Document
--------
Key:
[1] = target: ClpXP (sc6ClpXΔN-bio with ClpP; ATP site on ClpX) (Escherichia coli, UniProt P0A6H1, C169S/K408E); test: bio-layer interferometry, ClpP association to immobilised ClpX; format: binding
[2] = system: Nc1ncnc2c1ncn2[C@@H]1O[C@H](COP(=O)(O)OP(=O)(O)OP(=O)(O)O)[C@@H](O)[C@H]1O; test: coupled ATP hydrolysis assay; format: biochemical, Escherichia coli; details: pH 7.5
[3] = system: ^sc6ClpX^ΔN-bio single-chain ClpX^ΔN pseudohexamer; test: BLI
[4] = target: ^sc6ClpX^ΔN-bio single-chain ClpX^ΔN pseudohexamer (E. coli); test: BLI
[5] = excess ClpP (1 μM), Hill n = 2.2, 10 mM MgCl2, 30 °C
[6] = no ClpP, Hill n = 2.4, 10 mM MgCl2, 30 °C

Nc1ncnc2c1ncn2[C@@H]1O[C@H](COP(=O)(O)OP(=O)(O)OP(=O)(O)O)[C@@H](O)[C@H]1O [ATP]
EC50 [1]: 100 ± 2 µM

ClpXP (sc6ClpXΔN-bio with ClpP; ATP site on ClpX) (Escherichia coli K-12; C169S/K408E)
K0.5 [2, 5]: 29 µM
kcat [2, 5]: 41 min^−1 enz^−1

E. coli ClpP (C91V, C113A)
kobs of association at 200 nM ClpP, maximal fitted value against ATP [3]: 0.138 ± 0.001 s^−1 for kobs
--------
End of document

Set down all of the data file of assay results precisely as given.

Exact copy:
Key:
[1] = target: ClpXP (sc6ClpXΔN-bio with ClpP; ATP site on ClpX) (Escherichia coli, UniProt P0A6H1, C169S/K408E); test: bio-layer interferometry, ClpP association to immobilised ClpX; format: binding
[2] = system: Nc1ncnc2c1ncn2[C@@H]1O[C@H](COP(=O)(O)OP(=O)(O)OP(=O)(O)O)[C@@H](O)[C@H]1O; test: coupled ATP hydrolysis assay; format: biochemical, Escherichia coli; details: pH 7.5
[3] = system: ^sc6ClpX^ΔN-bio single-chain ClpX^ΔN pseudohexamer; test: BLI
[4] = target: ^sc6ClpX^ΔN-bio single-chain ClpX^ΔN pseudohexamer (E. coli); test: BLI
[5] = excess ClpP (1 μM), Hill n = 2.2, 10 mM MgCl2, 30 °C
[6] = no ClpP, Hill n = 2.4, 10 mM MgCl2, 30 °C

Nc1ncnc2c1ncn2[C@@H]1O[C@H](COP(=O)(O)OP(=O)(O)OP(=O)(O)O)[C@@H](O)[C@H]1O [ATP]
EC50 [1]: 100 ± 2 µM

ClpXP (sc6ClpXΔN-bio with ClpP; ATP site on ClpX) (Escherichia coli K-12; C169S/K408E)
K0.5 [2, 5]: 29 µM
kcat [2, 5]: 41 min^−1 enz^−1

E. coli ClpP (C91V, C113A)
kobs of association at 200 nM ClpP, maximal fitted value against ATP [3]: 0.138 ± 0.001 s^−1 for kobs